- Hold those thoughts and feelings in your mind while you choose a photo or image on your phone which embodies or symbolises this experience.
- Use the image as a ‘touch stone’ to boost your confidence and remind yourself of your ‘flow feelings’.
Understanding performance anxiety
Students undertaking music and performance courses frequently experience high-levels of academic anxiety, magnified by auditions, assessments, concerts and performances. This is often referred to as performance anxiety, stage fright, or exam nerves and can have a devastating impact on a student’s ability to perform to a high technical standard. It can also induce an intense stress response leaving musicians feeling too overwhelmed to perform in front of others.
Understanding how we respond to stress is a key factor in helping manage anxiety and reaching ‘flow’. Our daily lives are peppered with stressful events and anxious moments. Stress is here to stay; and how we respond to stressful experiences can be pivotal to our success or demise. When we feel fearful, frightened or unsafe our bodies activate our innate survival responses known as ‘fight, flight or freeze’. Accurate and healthy stress responses can save your life, but at other times our perceived stress response may be inappropriate to the level of actual threat to our safety.
When the survival response is activated by a perceived or real threat we release a stress hormone called cortisol, which floods the bloodstream with glucose to raise energy levels. These reduce once the ‘threat’ has passed. However, if we undergo sustained periods of stress then the build-up of cortisol in our bodies can affect our mental health, memory and brain function and may lead to depression and anxiety. While Music exams are testing, they are not designed to be life-threatening events! Remind yourself that it’s natural to be nervous before an exam, audition or interview.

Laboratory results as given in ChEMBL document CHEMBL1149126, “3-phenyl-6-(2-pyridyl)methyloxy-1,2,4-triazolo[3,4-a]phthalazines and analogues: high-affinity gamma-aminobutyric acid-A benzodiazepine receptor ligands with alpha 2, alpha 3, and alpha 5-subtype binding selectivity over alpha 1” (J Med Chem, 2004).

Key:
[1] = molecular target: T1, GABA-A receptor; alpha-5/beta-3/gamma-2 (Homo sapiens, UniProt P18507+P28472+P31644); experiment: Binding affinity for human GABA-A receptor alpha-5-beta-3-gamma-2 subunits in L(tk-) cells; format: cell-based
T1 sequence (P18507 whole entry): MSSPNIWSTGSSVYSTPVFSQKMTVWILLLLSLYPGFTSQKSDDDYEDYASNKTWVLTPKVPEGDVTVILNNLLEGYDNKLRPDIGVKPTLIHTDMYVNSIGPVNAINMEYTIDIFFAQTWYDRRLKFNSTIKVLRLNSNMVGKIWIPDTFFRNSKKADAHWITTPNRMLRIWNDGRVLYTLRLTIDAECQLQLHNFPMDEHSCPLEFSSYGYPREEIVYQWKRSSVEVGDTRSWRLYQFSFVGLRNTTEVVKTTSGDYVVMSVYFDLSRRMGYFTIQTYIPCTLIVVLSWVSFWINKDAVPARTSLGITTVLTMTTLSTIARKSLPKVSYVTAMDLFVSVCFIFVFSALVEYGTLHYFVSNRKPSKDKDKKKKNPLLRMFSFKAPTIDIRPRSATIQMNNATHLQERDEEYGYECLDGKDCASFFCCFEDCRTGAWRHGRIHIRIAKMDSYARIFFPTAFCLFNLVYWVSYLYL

To optimise well-being and improve your performance, it’s important to find ways of relaxing and de-stressing. One way we can achieve this is by anchoring ourselves in the present moment and paying attention to our physical and psychological experience. Practicing mindfulness teach us to become aware and notice our thoughts and feelings as they are, without judgement. As we become more adept at noticing our responses we can learn to respond to stress and anxiety differently by bringing them into our awareness and accepting they are present. We can also become more compassionate towards ourselves and others.
Mindfulness helps us to recognise that feelings change like the weather, but we can stay present in rain or shine. My next tip is a breathing exercise which I use with students to help bring them in to the present moment, when they feel anxious or stressed.
- Find somewhere to sit where your back is erect and your feet are flat on the floor.
- Close your eyes or lower your gaze if that feels more comfortable.
- Then draw your attention to your breath, notice your breathing in and your breathing out.
- Not trying to change your breathing in any way, just allowing it to be as it is.
- If your mind has wandered then gently bring it back into the present moment.
- Bring awareness to your body supported by the chair and your feet firmly placed on the ground.
- Then open your eyes, or lift your gaze, and take in your surroundings.
My final tip is to ‘become the flow’: invest in activities which fulfil you, bring you joy, optimise your skills and release a sense of happiness. When you find your flow, it will inspire others to find theirs.
Flow: The Psychology of Optimal Experience by Mihály Csikszentmihalyi.
Harper Perennial Modern Classics, 2008
Mindfulness: A practical guide to finding peace in a frantic world by Danny Penman and Mark Williams